13 32 Oriol Servia Pals, Spain Rahal Letterman Lanigan Racing Honda Rahal Letterman Lanigan Racing 224.777
14 83 Charlie Kimball Camarillo, Calif. Novo Nordisk Chip Ganassi Racing Chevrolet Chip Ganassi Racing Teams 224.743
15 2 Juan Pablo Montoya Bogotá, Colombia Verizon Team Penske Chevrolet Team Penske 224.657
16 28 Ryan Hunter-Reay Fort Lauderdale, Fla. DHL Honda Andretti Autosport 224.573
17 15 Graham Rahal New Albany, Ohio Steak 'n Shake Honda Rahal Letterman Lanigan Racing 224.290
18 18 Carlos Huertas Bogotá, Colombia Dale Coyne Racing Honda Dale Coyne Racing 224.233
19 29 Simona de Silvestro Thun, Switzerland TE Connectivity Honda Andretti Autosport 223.838
20 7 James Jakes Leeds, England Schmidt Peterson Motorsports Honda Schmidt Peterson Motorsports 223.790
21 19 Tristan Vautier Bogotá, Colombia Dale Coyne Racing Honda Dale Coyne Racing 223.747
22 48 Alex Tagliani Lechenaie, Quebec Alfe Heat Treating Special Honda A.J. Foyt Enterprises 223.722
23 8 Sage Karam Nazareth, Pa. Comfort Revolution/Big Machine Records Chevrolet Chip Ganassi Racing Teams 223.595
24 5 James Hinchcliffe Toronto, Canada Arrow/Lucas Oil Schmidt Peterson Honda Schmidt Peterson Motorsports 223.519
25 43 Conor Daly Noblesville, Ind. FUELED by BACON Special Honda Schmidt Peterson Motorsports 223.482
26 24 Townsend Bell San Luis Obispo, Calif. The Robert Graham Special Chevrolet Dreyer & Reinbold - Kingdom Racing 223.447
27 14 Takuma Sato Tokyo, Japan ABC Supply AJ Foyt Racing Honda A.J. Foyt Enterprises 223.226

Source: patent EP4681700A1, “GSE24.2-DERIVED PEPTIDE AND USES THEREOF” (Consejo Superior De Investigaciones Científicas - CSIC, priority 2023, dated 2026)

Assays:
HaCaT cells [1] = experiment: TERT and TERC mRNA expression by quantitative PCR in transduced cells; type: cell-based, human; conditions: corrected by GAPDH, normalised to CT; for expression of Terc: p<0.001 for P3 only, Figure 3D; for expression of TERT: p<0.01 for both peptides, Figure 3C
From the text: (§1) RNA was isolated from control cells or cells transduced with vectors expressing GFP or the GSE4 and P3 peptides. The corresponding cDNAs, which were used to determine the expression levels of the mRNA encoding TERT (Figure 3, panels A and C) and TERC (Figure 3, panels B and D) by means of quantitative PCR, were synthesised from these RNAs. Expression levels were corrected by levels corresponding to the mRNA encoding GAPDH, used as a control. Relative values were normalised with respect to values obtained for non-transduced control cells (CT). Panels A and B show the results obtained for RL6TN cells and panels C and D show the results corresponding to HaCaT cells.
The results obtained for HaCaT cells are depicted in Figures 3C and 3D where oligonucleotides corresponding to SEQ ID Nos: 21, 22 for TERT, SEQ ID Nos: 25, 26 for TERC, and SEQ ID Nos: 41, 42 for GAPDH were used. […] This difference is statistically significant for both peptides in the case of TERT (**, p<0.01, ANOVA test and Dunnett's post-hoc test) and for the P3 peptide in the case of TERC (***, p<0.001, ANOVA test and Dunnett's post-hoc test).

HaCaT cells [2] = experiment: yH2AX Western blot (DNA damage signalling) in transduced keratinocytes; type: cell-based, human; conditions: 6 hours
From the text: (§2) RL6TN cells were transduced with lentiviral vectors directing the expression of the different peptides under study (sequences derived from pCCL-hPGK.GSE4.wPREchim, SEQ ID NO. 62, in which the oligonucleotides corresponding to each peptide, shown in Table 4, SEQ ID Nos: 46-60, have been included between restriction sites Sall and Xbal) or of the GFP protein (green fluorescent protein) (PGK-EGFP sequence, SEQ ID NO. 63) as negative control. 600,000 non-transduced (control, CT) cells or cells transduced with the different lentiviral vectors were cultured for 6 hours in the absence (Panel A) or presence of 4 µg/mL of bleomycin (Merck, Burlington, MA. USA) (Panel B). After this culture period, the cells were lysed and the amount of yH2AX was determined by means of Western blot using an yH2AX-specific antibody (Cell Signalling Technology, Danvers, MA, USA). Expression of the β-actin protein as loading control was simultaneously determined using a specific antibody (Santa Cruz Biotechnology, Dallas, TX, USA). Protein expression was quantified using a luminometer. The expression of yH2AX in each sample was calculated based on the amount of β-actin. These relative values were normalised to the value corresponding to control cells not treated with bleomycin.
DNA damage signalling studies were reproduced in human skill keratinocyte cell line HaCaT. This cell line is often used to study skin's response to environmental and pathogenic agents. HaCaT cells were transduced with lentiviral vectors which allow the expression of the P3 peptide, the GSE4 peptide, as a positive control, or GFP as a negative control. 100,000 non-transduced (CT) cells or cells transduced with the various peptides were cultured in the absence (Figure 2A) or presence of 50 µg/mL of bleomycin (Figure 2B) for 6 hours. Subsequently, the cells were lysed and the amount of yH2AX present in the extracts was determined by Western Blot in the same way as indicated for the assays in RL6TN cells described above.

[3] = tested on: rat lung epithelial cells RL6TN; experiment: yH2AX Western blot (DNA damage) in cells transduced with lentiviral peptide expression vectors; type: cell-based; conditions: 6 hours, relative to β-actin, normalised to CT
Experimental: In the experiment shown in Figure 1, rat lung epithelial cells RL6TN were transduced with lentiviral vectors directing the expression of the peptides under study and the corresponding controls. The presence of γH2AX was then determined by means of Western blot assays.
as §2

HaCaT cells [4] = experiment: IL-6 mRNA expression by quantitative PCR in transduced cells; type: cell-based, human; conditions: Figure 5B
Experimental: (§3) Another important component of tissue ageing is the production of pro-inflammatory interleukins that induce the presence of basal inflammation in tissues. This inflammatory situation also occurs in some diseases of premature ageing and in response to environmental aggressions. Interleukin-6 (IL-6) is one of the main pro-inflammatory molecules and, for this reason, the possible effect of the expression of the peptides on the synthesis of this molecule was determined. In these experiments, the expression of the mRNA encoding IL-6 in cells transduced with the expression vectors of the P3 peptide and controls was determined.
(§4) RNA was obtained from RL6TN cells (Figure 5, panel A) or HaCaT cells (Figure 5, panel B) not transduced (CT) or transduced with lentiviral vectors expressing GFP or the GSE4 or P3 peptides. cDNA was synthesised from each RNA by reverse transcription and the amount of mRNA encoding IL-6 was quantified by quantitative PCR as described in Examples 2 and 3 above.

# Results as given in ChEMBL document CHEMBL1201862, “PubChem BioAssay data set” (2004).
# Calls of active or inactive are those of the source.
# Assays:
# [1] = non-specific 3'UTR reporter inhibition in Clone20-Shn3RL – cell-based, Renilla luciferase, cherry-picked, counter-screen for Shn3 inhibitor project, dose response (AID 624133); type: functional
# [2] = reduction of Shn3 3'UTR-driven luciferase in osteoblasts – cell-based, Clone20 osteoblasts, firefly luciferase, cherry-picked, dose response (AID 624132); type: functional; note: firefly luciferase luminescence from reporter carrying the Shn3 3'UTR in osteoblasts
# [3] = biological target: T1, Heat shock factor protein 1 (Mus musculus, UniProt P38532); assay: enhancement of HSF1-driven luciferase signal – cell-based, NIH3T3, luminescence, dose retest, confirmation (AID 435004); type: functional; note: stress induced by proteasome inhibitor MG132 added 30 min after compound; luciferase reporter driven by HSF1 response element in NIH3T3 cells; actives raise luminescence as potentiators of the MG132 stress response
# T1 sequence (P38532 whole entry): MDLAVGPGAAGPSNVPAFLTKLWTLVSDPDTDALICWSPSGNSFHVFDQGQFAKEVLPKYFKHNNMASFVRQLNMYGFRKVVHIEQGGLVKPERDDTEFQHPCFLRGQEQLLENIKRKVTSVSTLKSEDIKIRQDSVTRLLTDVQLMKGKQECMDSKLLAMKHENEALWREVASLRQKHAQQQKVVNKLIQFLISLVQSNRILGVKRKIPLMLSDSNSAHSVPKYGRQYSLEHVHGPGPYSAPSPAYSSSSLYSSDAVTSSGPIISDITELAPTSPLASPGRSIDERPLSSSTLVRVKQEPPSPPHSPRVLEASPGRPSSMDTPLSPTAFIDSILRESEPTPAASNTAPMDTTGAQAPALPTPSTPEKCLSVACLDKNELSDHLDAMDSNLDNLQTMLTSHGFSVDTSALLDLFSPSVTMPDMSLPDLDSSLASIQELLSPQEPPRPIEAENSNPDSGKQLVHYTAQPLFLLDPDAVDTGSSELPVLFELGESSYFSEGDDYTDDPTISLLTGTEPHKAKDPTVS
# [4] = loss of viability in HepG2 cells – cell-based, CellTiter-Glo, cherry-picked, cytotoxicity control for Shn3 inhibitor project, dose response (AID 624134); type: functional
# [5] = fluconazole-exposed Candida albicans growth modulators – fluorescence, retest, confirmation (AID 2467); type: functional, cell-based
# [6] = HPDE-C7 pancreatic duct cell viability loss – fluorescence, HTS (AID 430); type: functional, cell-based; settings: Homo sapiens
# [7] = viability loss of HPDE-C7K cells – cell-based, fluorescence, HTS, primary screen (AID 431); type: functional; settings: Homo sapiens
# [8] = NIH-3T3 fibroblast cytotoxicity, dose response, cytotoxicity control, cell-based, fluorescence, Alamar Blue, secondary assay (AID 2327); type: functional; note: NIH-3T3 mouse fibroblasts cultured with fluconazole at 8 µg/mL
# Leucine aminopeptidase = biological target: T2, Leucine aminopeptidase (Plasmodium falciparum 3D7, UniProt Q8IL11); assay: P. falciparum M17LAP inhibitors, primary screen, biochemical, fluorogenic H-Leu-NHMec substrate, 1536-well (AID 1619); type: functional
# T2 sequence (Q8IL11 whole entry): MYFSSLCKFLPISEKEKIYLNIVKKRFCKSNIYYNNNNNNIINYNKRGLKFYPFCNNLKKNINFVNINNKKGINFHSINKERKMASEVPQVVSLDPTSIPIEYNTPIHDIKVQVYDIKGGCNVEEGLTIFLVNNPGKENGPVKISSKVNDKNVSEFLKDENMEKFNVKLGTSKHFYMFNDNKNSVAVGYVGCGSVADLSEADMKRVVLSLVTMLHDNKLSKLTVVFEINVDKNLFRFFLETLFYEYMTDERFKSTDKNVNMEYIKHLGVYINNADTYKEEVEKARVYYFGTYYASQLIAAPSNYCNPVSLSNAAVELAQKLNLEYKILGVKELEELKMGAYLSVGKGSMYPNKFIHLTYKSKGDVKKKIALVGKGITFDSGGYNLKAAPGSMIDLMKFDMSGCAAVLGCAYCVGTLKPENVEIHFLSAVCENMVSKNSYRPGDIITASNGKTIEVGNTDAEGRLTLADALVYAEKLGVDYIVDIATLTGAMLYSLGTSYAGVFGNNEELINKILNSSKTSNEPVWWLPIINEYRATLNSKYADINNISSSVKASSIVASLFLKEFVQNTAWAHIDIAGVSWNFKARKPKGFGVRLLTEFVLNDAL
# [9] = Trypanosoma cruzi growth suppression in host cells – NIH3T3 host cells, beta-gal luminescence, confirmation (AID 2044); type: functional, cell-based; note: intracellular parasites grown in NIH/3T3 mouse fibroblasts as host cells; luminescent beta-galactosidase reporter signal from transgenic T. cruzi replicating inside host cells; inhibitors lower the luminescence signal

28 63 Pippa Mann Ipswich, England Dale Coyne Racing Honda Dale Coyne Racing 223.104
29 98 Gabby Chaves (R) Bogotá, Colombia Bowers & Wilkins/Curb Honda BHA with Curb-Agajanian 222.916
30 8 Sebastian Saavedra Bogotá, Colombia AFS Chip Ganassi Racing Chevrolet Chip Ganassi Racing Teams 222.898
31 41 Jack Hawksworth Bradford, England ABC Supply AJ Foyt Racing Honda A.J. Foyt Enterprises 223.738
32 4 Stefano Coletti (R) Monaco, Monaco KV Racing Technology Chevrolet KV Racing Technology 222.001
33 88 Bryan Clauson Noblesville, Ind. Jonathan Byrd's/Cancer Centers of America Chevrolet KVSH/Jonathan Byrd's Racing 221.358

Saturday, May 16, 2015

The Leaner, Meaner Sixth-Generation Chevrolet Camaro Roars in Detroit




Only six times in the past 48 years has an American performance icon undergone a massive image and mechanical makeover. It was September 12, 1966 when the press were first introduced to Chevrolet’s production pony car. Developed under the name Panther, the Camaro was born. On a Saturday afternoon at Detroit’s Belle Isle Park, the sixth iteration of the Chevrolet Camaro was brought to warm daylight.